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Study: Those with health care pay for those without
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Preliminary findings of a strategic health plan study for Liberty, Long, Bryan and Tattnall counties warn that residents with private health insurance will carry the uninsured at a 2-to-1 ratio.
PDA Health Planning Management Services President Nancy Lane presented the finding July 24 during a Fort Stewart Growth Management Partnership meeting in which local leaders engaged in dialogue about health-industry challenges and how to work toward a solution.
“No, we don’t know everything about Obamacare, but we can show you some things that do seriously affect the way your health-care delivery system is working,” Lane told the group.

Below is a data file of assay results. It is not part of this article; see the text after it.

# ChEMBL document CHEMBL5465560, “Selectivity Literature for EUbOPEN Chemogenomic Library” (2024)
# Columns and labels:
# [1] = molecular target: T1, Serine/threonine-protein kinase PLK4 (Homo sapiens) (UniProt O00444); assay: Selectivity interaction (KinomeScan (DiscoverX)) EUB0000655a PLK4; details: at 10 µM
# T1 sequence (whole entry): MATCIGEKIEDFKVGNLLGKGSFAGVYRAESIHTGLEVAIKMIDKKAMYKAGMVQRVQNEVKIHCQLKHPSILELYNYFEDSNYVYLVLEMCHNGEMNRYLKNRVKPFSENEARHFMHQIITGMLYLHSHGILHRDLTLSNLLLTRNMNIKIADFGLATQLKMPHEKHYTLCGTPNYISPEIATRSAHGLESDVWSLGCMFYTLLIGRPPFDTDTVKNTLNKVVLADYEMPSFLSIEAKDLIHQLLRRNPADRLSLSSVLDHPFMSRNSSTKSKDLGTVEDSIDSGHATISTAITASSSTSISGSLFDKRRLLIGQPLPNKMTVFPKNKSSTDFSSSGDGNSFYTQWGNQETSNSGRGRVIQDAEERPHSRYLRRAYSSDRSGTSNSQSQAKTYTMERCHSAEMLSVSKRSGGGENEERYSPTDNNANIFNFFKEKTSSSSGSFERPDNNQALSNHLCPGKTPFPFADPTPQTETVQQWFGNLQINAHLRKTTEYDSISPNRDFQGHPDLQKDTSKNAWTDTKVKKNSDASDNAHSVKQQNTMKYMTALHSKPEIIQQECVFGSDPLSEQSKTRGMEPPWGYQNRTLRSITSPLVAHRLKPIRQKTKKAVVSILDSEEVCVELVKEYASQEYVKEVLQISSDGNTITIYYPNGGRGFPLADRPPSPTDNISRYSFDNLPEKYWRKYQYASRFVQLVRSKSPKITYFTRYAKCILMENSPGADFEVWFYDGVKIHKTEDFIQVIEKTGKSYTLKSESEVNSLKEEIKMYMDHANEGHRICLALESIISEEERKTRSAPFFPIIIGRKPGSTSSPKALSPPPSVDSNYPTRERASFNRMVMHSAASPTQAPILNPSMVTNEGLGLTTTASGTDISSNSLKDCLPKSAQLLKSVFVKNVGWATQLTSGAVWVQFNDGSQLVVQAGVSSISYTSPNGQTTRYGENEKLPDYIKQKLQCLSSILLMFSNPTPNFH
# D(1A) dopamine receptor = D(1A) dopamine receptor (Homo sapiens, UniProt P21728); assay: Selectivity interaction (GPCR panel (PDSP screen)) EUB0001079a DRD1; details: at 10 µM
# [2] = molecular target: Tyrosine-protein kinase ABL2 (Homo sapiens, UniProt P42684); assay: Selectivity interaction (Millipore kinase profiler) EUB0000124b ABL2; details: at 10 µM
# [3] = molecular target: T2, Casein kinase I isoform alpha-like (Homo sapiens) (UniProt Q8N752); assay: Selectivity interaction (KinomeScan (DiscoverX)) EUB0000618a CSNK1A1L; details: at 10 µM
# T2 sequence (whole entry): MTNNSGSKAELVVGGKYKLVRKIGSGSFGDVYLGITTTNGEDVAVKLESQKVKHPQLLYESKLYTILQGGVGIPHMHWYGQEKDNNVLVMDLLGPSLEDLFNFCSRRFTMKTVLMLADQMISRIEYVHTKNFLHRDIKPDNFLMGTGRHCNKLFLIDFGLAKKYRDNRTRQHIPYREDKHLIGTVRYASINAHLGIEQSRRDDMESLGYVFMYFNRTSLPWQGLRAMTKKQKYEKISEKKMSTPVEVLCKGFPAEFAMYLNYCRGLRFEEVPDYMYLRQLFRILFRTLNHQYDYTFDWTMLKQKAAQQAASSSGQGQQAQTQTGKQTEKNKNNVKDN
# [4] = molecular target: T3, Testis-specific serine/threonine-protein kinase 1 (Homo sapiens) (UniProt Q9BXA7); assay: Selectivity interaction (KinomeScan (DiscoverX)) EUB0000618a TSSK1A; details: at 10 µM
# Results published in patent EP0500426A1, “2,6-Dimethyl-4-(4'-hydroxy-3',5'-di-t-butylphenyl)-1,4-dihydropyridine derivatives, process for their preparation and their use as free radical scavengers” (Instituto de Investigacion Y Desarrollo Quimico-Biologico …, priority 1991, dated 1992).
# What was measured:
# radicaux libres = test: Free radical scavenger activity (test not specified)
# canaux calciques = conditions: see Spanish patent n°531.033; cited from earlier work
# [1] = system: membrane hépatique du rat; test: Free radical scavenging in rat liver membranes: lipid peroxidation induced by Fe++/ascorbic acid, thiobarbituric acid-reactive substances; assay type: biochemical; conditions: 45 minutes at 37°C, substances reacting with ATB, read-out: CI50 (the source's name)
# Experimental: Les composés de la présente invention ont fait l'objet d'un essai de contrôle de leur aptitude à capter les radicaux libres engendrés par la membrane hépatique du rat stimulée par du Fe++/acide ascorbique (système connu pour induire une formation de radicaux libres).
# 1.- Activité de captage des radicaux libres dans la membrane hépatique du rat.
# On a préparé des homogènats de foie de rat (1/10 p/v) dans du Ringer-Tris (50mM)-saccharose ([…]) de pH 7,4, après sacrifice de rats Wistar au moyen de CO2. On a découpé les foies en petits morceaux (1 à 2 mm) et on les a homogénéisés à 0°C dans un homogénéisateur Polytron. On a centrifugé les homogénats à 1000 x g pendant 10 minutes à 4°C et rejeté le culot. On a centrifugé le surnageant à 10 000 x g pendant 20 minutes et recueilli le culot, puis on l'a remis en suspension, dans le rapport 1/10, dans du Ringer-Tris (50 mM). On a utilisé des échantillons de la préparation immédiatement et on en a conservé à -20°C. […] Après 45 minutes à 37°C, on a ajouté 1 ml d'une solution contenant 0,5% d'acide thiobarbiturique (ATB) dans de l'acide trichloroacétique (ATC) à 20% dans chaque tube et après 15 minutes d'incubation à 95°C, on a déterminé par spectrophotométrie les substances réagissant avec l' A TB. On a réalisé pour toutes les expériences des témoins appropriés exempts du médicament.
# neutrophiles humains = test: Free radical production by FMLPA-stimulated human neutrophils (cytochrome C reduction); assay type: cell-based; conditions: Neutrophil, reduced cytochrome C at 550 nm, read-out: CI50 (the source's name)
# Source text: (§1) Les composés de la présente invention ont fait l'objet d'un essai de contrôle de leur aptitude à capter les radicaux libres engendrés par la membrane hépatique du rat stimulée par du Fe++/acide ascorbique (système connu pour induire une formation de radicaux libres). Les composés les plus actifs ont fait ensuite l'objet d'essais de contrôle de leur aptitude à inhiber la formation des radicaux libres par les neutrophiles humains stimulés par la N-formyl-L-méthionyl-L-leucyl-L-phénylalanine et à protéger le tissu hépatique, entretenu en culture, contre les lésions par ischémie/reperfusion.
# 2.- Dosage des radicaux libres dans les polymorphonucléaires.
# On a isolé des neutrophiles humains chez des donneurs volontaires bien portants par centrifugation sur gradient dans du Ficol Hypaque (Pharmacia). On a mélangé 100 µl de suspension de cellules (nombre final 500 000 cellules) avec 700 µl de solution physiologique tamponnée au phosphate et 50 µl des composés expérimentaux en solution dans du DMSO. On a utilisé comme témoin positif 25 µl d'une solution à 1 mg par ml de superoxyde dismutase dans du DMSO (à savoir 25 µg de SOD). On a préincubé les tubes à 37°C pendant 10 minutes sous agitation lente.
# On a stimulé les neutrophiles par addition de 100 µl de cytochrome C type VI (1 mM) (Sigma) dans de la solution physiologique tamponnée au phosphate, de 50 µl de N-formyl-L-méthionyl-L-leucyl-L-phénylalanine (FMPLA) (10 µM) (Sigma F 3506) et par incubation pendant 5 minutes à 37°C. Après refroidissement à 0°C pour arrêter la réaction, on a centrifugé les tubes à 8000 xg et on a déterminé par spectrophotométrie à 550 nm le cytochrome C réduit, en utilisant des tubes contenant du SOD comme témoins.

The $75,000 study came about after the FSGMP Regional Growth Plan identified health among the area’s needs, FSGMP Director Jeff Ricketson said. The group received federal funding for the study.  
“The Fort Stewart/HAAF Regional Growth Plan concluded that, due to the military employment growth at Fort Stewart during 2007 to 2011, the overall health-care infrastructure of the region is not adequate to provide services to a national standard for the existing population,” a scope of the work states. “The growth in the military population has placed a strain on the regional health-care system that was already overburdened.”
Demographics research and projections indicate the four-county area likely will have a population around 173,000, but the percentage of those who are on military or Veterans Affairs health care is projected to decrease from 53 percent in 2010 to 41 percent in 2030.
When TRICARE, VA and Reidsville patients are removed from the numbers, 47,415 residents are projected to have health insurance, while 22,035 are not — and the burden of the uninsured ends up being carried through higher insurance costs and taxes, Lane said.

Read more in the Aug. 4 edition of the News.

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